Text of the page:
THE MOST INTEGRAL PART OF LEARNING A NEW SKILL IS THE
TIME SPENT OUTSIDE OF LESSONS IN DEVELOPING WHAT IS LEARNED.
Therefore, if you are investing in this journey, for yourself and your child, this is information you cannot do without.
In today’s world, many parents are confused about ‘piano practice’, after experiencing undue pressure, or force when they were a child, or just not knowing where the boundary is – how to apply encouragement without discouragement (push). Sometimes the parents would like lessons without practice - ‘just for fun’ - believing this to be the middle ground. Some parents think their child should practice on their own… that if they see their child not practicing, they believe their child is not committed.
I hope to offer ways and understanding through this, as:
while there are so many beautiful but complicated skill sets in the world that we see people performing… we need to know that even with natural talents thrown in, none are achieved without commitment to their development and support along the way. –
No one at the Golden Globes thanks ‘me, myself and I’ in their acceptance speeches.
Imagine your child confident and elated with the joy of achieving something amazing. Really achieving it, through persistence and struggle, ease and fun. Your child could do anything! They’d have the knowledge to work through difficulty, to enjoy the reward of smooth sailing and success, of sharing what they have. Life won’t knock them down easily.
You couldn’t put a price on it.
This is the hidden golden nugget that can be offered in a journey of learning any awe-inspiring skill set.
This is the middle ground that we can encourage from and I’ll list strategies as we read on.
For students to have success at this I believe it requires a team effort between all parties involved, including the right kind of understanding, help, encouragement and support. Because learning piano IS difficult at first – especially when a student is yet to see for themselves, the passage from ‘can’t-to-can’.
This article will outline the:
understanding of the scope of the content students are learning
commitments and responsibilities of the student, supporting parent, and teacher
my HOW TO PRACTICE formula for peak achievement (living document)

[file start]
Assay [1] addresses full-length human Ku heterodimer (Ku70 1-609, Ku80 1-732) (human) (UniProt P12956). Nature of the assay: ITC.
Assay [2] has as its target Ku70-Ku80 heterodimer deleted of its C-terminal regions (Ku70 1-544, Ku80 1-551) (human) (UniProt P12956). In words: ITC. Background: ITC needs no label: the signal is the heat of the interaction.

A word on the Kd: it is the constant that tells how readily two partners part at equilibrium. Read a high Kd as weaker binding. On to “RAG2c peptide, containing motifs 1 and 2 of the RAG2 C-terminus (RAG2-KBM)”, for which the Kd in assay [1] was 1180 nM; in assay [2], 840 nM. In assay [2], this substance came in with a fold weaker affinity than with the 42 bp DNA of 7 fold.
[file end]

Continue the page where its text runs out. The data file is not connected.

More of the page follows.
Understanding the scope of content and commitment to development:
The world of piano, you or your child are learning, is a VAST one… with whole new languages in written structures and performance concepts.
It can seem insurmountable and too hard, but thousands and thousands of people around the world are achieving, contributing and experiencing the joy and reward of it – through their commitment.
There is no getting around this one, no matter how much raw talent a student may have, nothing is achieved without commitment to the development of skill.
This is due to how the brain and muscles learn and store memory – working-memory, short-term memory and long-term memory. (A topic for another time).
One lesson, once a week, will not develop a student’s skill set alone, especially when learning piano.
Could someone learn to speak fluent French in 30 minutes a week? Most would not expect good results from this, but for some reason, there can be expectations that learning piano can be done in this way, with no outside commitment. Or, some, even the most well-meaning parents, expect this to be a journey that is easy for their child and feel that their child should be able to practice without their input or encouragement, simply because they want to.
To give you a small idea, piano students are learning:
2 completely different sets of notation – bass and treble – while reading them simultaneously, and creating a ‘see-do’ response to them in their hands, which are coordinating 2 separate actions together.
the language of rhythm, written and internal, to also respond and coordinate to.
myriads of muscle techniques and patterns, in 2 hands coordinating separately, that don’t naturally occur in other activities.
memorising vast amounts of structures and patterns that contribute to musical creation.
This is a challenge for any human being, but can be particularly overwhelming for the young child at first. I think with this in mind, we can start to see where the right kind of support is essential for the practising student.